In a 2017 article for Just Security, Faiza Patel, co-director of the Brennan Center for Justice’s Liberty & National Security Program, summed up many of the sentiments expressed by advocacy and community leaders nationwide. Patel, a thought leader in the countering-CVE movement, identified three fundamental reasons why she believed countering violent extremism is bad policy. First, she stated that CVE programs are built on a behavioral science that, despite years of research, failed to deliver a concrete profile of an American terrorist or model of terrorist behavior, and that now uses overly broad indicators to identify individuals who are vulnerable to radicalization. Second, virtually all of the CVE programs with government funding are directed toward Muslim American communities. Third, the high proportion of funding dedicated to policing or adjacent services laid bare the central role of law enforcement to the CVE mission, deepening fears of surveillance in target communities.


A number of the concerns raised by activists and other organizations and individuals involved in counter-CVE are valid. Among them was the criticism that CVE was an Islamist-focused initiative that turned a blind eye to other violent extremist threats facing the nation. Language in the national CVE strategy and the subsequent Strategic Implementation Plan made little to no mention of countering the surge in violence stemming from right-wing extremism, which had been rising steadily for years and continues to do so. The one CVE program purportedly aimed at right-wing extremism interventions, titled “Life After Hate,” had its funding rescinded in the 2016 Homeland Security CVE grant application round. For some counter-CVE activists and the public, the recall of the one grant focused on right-wing extremism seemed to confirm their suspicions that the government was interested only in focusing on Muslim communities.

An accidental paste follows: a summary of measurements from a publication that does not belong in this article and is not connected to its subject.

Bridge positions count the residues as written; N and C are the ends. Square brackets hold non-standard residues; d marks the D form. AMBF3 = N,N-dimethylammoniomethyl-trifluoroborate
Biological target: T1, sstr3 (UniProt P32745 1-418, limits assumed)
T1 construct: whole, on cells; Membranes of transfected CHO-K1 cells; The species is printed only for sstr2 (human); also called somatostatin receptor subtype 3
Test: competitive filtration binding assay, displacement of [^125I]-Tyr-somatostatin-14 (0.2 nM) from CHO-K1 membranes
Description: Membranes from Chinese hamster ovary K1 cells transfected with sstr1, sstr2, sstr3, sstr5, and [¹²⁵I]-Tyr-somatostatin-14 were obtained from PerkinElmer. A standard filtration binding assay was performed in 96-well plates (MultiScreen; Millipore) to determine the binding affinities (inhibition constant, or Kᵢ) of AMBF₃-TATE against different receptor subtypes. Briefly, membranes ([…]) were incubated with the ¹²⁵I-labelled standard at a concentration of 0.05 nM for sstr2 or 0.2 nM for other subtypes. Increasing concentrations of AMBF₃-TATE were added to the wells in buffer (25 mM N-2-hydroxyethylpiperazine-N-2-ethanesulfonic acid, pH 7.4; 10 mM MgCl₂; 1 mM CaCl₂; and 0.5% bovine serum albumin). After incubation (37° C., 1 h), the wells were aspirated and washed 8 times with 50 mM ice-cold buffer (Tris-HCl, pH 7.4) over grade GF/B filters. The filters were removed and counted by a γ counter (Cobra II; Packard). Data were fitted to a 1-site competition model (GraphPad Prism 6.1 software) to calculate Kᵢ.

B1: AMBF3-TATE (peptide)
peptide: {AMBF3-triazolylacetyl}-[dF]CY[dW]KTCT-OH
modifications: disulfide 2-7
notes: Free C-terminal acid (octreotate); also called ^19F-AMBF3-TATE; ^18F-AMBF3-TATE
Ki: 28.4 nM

The public criticism of the government’s efforts also revealed that there was little organic grassroots support for CVE. Only a handful of government officials and family members of radicalized individuals seem truly committed to the cause of finding an alternative approach to homegrown terrorism besides arresting someone or doing nothing. Civil rights activists and community groups see the program as inherently flawed and thus not worthy of being saved.